- Millennium's Sketch tool is fast, easy, and precise. To adjust a wall, you simple click
    and drag. When you save the diagram, all the square footage, story types, foundation
    type percentages, etc. from the diagram are automatically calculated and inserted into
    the replacement cost form.

    - Mueller's Sketch tool is completely unintuitive and is completely lacking in precision
    requiring you to zoom in and out in order to even select an object. Adjusting just one
    wall requires you to delete one wall and adjust the adjacent wall and then redraw the
    deleted wall and then reselect the area type.


    - Millennium diagrams take about half the time as Mueller

    - Millennium - "Quality Control": QC reps are very knowledgeable and rejections are rare.
    - Mueller - "Quality Assurance": QA reps have no idea what they're doing or what they're
    looking at. Rejections are frequent and usually incorrect.

    - Millennium does not use an interior, exterior completion, rejection percentage scoring
    system. Millennium treats its field reps as adults, not like grade school children.

    - Mueller uses a convoluted rating system. If you have an appointment survey and the
    insured never returns your call, is a no-show, or you have a bad phone number and have to close, your "Interior Completion" rating is negatively impacted. If you have exterior only survey and have been given bad address info and can't find the location and have to close, you're "Exterior Completion" rating is negatively impacted. If you are unable to make an appointment within the the allotted time frame and need to close out the survey, the survey automatically goes into "overdue" status and your "Overdue" rating is negatively impacted. If you get an incorrect rejection that is past the due date (even though it was submitted on time), you're "Overdue" rating is negatively impacted.



    I think the clear winner is Millennium.

    Either way, my home inspection business has been growing and I will be phasing out the insurance inspections and Mueller will be the first to go.


  11. #401
    Join Date
    Aug 2014
    Location
    IL
    Posts
    1

    Default Re: Mueller Services Inc. - Insurance Loss Control Surveys

    I just came across this thread, and I admit I haven't read all 400 replies, so sorry if I'm repeating what others have said.


    I saw the fees quoted by Roadie and I wanted to make sure those thinking of applying at Mueller don't expect the same. Are you a contractor, Roadie? I've been working there 3 years, and they haven't changed for me despite the fact that almost every insurance company has increased their report requirements. They also pulled a cute little stunt in they way they handled mileage. It's not reimbursed, instead a portion of our income is tax-free. When I started it was $0.51/mile, now it's $0.40/mile (or thereabouts). Not that big a deal, a few tax pennies, right? But in doing so it meant an increase in the taxed portion, and the taxed portion is what determines whether you meet your base wage through your fees. If you spend enough time on your cases that the fees don't earn you your base hourly wage, Mueller adds the difference. The tax change was brilliant business move, one that saves them many thousands in wages, while subtle enough that I bet a lot of FRs don't even realize the impact. The pay system is confusing already.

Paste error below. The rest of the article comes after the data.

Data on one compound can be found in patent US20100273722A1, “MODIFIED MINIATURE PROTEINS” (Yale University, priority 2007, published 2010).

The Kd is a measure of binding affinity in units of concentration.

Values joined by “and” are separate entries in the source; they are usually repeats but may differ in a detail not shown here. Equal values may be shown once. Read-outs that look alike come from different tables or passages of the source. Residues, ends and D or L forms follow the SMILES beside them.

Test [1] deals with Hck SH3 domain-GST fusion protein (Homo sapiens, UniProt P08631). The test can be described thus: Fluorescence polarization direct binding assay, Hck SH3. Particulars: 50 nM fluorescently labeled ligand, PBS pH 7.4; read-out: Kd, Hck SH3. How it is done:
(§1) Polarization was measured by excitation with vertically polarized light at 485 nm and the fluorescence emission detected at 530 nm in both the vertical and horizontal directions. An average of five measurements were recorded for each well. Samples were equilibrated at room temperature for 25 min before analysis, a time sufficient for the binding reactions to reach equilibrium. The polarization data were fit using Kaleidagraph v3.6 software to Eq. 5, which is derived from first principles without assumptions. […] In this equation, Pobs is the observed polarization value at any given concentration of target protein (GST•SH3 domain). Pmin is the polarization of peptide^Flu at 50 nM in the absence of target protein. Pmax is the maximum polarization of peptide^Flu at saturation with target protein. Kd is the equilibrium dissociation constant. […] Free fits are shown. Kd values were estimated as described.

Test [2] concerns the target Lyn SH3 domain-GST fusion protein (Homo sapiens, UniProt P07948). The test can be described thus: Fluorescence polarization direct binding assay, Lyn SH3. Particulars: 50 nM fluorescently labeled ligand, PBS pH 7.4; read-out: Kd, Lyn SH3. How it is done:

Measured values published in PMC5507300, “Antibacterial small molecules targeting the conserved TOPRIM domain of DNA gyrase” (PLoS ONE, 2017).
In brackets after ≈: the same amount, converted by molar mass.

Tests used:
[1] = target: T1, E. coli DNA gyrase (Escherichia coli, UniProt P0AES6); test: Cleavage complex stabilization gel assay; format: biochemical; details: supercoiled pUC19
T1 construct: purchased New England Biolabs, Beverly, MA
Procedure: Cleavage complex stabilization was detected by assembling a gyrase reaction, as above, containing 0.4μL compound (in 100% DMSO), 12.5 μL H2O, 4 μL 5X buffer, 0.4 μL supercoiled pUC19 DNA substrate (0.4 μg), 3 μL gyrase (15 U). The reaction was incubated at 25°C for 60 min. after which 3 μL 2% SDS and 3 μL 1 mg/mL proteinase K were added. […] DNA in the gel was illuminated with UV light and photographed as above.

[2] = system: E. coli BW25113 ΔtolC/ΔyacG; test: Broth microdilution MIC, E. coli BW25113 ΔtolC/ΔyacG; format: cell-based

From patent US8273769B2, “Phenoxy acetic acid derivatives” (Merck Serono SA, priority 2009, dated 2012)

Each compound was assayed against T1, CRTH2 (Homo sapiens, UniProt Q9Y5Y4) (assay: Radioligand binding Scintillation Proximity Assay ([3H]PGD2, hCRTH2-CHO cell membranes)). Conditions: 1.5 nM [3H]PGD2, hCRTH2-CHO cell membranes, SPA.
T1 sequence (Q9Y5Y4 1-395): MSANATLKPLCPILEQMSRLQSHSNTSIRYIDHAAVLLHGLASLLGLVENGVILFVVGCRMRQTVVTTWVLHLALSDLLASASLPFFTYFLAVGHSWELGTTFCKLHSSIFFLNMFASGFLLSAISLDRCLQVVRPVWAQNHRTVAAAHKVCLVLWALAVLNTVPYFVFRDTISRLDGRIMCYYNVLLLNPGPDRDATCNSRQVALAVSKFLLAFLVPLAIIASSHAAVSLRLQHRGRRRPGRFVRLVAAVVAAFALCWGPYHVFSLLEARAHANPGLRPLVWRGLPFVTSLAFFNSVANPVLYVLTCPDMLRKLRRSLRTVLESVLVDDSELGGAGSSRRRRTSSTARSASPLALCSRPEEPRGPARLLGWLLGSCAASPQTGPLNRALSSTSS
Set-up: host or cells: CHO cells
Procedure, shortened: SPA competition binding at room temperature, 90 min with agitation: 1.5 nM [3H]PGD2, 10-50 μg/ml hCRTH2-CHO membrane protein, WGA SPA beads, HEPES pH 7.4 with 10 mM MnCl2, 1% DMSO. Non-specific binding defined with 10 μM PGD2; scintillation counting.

As far as I know, the fees below are fairly standard (or they were 3 years ago when I was trained), but if others have started in the last year or two and have been making higher fees, I'd sure like to hear about it! (Those in areas with high costs of living are making more, I'm sure. I'm in a mid-size city.)

    I sure would like to work for Millennium.

    Occupancy verification (which includes photos of home, outbuildings, and any hazards): $6
    Exterior survey with no sketch (but with hazards and descriptions of them): $10
    Exterior with sketch: $13
    Interior/exterior: $26
    High value: $46. These have in my experience become extremely rare (I've had one in the last year), even for homes with replacement costs over half a million. Apparently companies have added enough requirements to normal surveys that they don't need to pay for more.

    While the money is abysmal, I like the job. Well, some of it. Some of it sucks.